We appreciate any help or support you can provide towards our efforts to helping endangered species by supporting our projects in partnership with the Chipembere Rhino Foundation in South Africa, the Pygmy Elephant Project in Borneo and the United Kingdom Orangutan Appeal for Borneo, all of which can be found on our Projects Page.

News Edition 02-16

Bulletin #02-16 February Edition 2016.

RAG-EndangeredSpecies_Standard logo (3)

This Rotarian Action Group for Endangered Species or RAGES is a Rotarian Action Group and operates in accordance with Rotary International policy but is not an agency of, or controlled by Rotary International.

1.  FEBRUARY CHAIR REPORT

G ‘ day

Another month goes by and the problems of poaching have not gone away nor have they under control.

One learns so much every single day and this month we learn about the decimation of the giraffe in the Congo.

giraffes congo

The poaching crisis in the Democratic Republic of the Congo is affecting more than just elephants. New surveys have revealed that the country’s giraffe population has plunged to just 38, putting the species at immediate risk of extinction there.

The Congo’s giraffes all live within Garamba National Park, a 1,930-square-mile UNESCO World Heritage Site. The park, which is run by nonprofit organization African Parks, held more than 350 giraffes two decades ago. Most of those animals were killed during the country’s 1998–2003 civil war, leaving just 86 giraffes afterward. Many of those remaining giraffes have now been lost to poachers.

Park officials have warned that if they lose just five more giraffes, the population may no longer be sustainable on its own.  FULL STORY.

I hope that we all learn as much as possible on the problems that our endangered species face on a daily basis.  Tell your friends and club members about RAGES ask them to join our Action Group.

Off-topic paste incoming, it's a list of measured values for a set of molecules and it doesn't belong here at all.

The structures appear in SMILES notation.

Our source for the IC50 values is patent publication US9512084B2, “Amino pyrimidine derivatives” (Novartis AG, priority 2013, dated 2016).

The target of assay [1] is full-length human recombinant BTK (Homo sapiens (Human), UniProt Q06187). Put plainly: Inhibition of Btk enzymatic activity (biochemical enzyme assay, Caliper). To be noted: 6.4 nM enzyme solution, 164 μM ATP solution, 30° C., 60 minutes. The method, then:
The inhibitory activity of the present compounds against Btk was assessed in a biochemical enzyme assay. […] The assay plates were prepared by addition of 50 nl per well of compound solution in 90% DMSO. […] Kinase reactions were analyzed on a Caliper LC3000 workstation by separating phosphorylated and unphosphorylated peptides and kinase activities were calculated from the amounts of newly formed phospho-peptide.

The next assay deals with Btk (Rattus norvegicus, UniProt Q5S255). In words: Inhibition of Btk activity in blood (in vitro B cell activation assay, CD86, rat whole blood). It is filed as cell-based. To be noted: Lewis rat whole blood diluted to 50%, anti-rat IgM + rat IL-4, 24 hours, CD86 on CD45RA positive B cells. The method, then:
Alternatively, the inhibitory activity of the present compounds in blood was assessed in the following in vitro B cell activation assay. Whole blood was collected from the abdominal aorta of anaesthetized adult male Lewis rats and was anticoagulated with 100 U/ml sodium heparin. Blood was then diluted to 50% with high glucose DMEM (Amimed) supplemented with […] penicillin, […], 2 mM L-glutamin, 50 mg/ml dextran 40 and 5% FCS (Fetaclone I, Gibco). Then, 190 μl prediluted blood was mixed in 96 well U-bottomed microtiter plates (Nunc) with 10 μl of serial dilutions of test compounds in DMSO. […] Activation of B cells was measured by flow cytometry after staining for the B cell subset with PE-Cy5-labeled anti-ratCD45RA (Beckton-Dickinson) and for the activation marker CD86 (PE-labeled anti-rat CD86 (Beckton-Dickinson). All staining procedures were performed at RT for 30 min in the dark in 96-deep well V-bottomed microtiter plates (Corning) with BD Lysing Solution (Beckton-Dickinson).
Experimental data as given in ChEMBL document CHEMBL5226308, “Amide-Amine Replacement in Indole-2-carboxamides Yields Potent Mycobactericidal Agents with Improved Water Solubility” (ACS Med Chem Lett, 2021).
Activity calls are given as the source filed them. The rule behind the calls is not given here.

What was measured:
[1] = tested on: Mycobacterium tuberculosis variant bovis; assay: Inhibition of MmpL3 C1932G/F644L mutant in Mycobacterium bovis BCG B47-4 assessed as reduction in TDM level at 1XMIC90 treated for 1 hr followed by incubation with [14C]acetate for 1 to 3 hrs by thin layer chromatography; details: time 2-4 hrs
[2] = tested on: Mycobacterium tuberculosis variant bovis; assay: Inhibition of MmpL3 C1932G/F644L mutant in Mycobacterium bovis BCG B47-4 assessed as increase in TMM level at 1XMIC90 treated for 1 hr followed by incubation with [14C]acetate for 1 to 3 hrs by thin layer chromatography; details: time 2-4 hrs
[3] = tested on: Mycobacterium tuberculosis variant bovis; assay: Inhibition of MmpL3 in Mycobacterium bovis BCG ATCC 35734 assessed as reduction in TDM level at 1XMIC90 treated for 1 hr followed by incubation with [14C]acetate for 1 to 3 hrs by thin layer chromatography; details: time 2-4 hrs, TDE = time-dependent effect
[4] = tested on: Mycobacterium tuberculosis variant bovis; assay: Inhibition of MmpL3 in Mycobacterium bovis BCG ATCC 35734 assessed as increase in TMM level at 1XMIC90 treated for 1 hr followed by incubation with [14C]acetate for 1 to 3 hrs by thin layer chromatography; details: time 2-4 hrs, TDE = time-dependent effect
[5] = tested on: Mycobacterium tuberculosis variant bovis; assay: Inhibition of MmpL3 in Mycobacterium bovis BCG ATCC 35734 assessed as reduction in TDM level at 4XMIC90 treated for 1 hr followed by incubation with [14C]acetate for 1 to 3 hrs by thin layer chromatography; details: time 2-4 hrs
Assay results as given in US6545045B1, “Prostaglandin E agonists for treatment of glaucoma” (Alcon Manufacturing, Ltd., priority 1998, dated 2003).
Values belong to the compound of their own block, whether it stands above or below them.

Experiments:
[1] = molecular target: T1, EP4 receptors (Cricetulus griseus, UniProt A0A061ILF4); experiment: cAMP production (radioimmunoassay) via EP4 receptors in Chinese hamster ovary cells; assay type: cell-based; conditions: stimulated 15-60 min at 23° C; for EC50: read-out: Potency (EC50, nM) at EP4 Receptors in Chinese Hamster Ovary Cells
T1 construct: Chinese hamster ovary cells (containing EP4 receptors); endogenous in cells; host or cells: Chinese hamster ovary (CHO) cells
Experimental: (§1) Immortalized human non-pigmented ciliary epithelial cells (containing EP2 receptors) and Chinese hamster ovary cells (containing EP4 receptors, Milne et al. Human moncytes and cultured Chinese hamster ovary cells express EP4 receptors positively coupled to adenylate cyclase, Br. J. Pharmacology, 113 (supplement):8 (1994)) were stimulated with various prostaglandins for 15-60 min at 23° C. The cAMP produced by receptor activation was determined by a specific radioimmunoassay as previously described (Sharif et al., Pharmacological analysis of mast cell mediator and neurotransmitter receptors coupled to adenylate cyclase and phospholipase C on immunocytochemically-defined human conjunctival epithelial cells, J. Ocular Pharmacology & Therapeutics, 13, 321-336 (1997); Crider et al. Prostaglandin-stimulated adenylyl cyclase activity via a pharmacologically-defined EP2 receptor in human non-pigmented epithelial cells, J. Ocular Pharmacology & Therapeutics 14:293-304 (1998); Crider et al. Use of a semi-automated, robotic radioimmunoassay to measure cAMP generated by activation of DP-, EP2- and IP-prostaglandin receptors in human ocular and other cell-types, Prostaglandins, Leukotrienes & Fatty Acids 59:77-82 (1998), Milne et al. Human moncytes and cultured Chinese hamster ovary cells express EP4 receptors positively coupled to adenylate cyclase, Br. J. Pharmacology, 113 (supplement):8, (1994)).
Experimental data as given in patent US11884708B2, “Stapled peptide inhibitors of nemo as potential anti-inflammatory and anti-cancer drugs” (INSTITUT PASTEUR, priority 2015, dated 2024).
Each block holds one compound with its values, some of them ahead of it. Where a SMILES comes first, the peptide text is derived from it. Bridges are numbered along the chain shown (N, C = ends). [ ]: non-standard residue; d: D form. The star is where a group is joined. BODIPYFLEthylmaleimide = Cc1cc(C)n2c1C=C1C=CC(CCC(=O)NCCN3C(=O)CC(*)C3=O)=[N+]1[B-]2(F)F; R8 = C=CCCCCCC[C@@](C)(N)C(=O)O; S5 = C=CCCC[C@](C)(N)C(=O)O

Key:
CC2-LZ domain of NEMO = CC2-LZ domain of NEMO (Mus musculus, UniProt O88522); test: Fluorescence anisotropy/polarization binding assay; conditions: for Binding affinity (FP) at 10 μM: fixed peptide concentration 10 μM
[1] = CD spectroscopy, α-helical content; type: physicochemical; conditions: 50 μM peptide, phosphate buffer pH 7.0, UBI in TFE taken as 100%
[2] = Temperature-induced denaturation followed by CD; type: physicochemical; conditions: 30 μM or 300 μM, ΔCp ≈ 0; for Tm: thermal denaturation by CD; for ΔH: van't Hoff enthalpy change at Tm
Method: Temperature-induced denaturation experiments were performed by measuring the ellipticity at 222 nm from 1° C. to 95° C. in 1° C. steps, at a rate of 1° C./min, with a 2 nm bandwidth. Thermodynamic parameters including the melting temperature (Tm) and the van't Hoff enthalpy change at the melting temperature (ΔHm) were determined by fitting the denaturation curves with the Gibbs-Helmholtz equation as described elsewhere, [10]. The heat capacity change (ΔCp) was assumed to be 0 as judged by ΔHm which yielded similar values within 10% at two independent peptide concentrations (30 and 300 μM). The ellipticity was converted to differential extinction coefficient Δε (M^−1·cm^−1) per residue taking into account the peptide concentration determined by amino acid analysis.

Those going to the 2016 RICON in Seoul come visit our booth in the House of Friendship please.

See you in Seoul!

Yours in Rotary

John Glassford
Chair 2014 -2016

Rotarian Action Group for Endangered Species
Rotary Club of Coolamon District 9700
New South Wales, Australia

RAG Endangered Species

1007 SA

Australia First Country to Place Immediate Ban on Lion Trophies

Australian environment minister Greg Hunt made a bold and important move for the welfare of lions by signing an order banning any import or export of any trophy body part of a lion.

Hunting of lions for sport, show, and profit has become a major problem for wild lion populations over the past 25 years especially.  A practice known as “canned hunting” has become unfortunately widespread in which lions are intentionally bred in captivity only to be more or less handed over to international hunters for sport.  Often times in these circumstances the lions are drugged or baited, further adding to the gruesome inhumanity of it.

Due to a multitude of factors, the lion population has fallen to 40,000, 50% less than it was 25 years ago, according to the International Fund for Animal Welfare.  There are many factors contributing to this such as habitat loss, human conflict, and skewing of the genetic balance within lion communities by removing large male lions for illegal hunting purposes.

FULL STORY HERE

There May Be Twice as Many Orangutans as Thought

orangutans_2

Sumatran orangutans have been dying for some good news, and they finally got some. For now, at least.